The New Splunker Workshop

As a kid, I was a devoted fan of the New Yankee Workshop. I much admired Norm’s plaid shirts and planned some day to have my own workshop where I could build highboys and rocking chairs to my heart’s delight. Things didn’t quite pan out that way, but that doesn’t mean I’ve abandoned workshops altogether. I’ve just taken to a different kind of workshop.

Lately, what’s been on my mind is figuring out ways to guide users beyond keyword searches to a richer, more powerful experience with Splunk. In recent informal polls of several long-time users of Splunk, interactive search surfaced as the leading use case, with reporting and dashboarding trailing. When it comes to search, users seldom arrive at using tags, eventtypes, lookups, even search commands. Users who are able to get past field extractions are the ones who go on to do more exciting things.

How can we move basic users forward on the learning curve to become Splunk search experts or at least more Splunk savvy?

The Evolution of Splunk Users

When it comes to search, this is how I map the evolution of the Splunk user.

Crawler Searches with keywords, booleans and wildcards.
Hunchback Discovers basic search commands like stats and top through interaction with the UI.
Walker Stumbles on fields and learns to extract them, may even uncover more elusive features like tags and eventtypes.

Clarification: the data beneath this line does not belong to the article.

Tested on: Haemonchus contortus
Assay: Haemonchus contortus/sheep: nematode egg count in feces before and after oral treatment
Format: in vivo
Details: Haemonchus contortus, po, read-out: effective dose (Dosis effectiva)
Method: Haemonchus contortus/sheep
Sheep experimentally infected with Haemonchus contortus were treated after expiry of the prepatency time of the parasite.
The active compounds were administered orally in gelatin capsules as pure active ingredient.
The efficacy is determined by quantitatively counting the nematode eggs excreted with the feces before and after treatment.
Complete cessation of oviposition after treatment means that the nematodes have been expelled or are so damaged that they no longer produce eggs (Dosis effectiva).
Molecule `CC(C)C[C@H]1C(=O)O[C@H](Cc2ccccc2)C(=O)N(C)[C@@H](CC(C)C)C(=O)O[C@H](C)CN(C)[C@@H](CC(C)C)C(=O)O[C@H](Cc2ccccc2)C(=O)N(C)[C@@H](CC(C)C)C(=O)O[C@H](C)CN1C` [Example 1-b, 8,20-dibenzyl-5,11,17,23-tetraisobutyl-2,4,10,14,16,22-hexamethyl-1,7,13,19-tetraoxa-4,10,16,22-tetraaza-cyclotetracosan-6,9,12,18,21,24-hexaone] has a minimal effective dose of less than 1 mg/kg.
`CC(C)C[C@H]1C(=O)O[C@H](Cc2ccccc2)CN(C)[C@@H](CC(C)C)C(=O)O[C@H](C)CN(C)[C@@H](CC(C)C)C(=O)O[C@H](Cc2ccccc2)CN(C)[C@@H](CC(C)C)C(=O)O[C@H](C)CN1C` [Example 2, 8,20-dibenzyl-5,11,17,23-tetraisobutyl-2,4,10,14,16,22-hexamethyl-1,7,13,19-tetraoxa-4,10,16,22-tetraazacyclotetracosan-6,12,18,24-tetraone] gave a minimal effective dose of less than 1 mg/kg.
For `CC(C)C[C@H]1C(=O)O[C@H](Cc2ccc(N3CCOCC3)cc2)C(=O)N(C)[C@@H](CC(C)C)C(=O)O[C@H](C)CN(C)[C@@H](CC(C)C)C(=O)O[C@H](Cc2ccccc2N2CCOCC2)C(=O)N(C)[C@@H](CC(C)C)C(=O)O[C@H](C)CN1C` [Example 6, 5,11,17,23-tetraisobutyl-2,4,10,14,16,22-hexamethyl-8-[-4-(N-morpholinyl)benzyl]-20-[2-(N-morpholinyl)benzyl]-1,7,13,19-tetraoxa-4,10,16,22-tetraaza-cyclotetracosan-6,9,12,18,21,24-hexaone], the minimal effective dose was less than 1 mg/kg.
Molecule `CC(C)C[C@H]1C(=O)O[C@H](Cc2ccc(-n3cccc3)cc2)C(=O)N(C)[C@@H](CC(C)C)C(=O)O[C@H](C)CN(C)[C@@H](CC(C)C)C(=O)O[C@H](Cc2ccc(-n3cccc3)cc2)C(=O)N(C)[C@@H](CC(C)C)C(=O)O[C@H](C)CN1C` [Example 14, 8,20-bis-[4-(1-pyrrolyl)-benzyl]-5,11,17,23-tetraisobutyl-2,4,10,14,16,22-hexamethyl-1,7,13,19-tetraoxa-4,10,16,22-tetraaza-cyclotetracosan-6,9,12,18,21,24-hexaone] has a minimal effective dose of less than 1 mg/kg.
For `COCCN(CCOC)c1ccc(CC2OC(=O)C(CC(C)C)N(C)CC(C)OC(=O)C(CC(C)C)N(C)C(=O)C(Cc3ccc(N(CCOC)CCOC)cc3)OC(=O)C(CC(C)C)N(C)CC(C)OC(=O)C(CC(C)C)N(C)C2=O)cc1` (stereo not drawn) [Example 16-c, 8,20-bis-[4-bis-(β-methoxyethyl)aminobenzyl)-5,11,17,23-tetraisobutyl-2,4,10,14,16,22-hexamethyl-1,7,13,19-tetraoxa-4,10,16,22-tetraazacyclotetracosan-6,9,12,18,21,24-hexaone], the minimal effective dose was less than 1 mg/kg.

Runner Graduates to transactions, lookups, geolocating events and downloading apps.
Hunter Advanced user building sophisticated searches to answer more complex/valuable questions.

It seems many users get stuck somewhere between/before Hunchback and Walker.

Don’t Be a Hunchback

As a Splunk Admin or Owner, you could probably care less about posture with the little time you have to field the constant stream of questions from your user base.  Not that you don’t want to help, but your plate is full configuring new data sources, scaling the indexing cluster or installing apps.  Splunk does offer courses for end users, mainly Using Splunk and Searching and Reporting.  Yet, how do you inform users about these courses, give them enough experience to get the most out of class, and keep them moving forward even after being educated?

Workshops!  Also known as brown bag sessions or lunch & learns.  They are meant to be short, informal how-to sessions.  They are not meant to replace Splunk Education, instead complement it.  But let’s also be real.  You’re busy.  You barely have time to learn more Splunk much less help others learn more Splunk.

What I am presenting is a blueprint for hosting your own workshops with minimal setup. This is designed so you can spend less time helping individual users by killing several users… um, birds with one stone.  They have proven to be an effective and fun way to get new users going with Splunk and take existing users to the next stage.  By reaching out to the masses, you can start to foster local experts who can help themselves and pull others along.

If you haven’t identified experts among all the teams and departments you support, these workshops are also a way to gauge individual interest and help the cream rise to the top.  Pretty soon, you will have a squad of Splunk experts by your side answering questions and helping their teammates.

The Getting Started Workshop

The first in a series of sessions we have co-hosted is the Getting Started with Splunk Workshop.  A scant few hours of work will take you a long way.  Here’s the recipe and notes on what has worked well so you can avoid some of the mistakes we’ve made which cost time.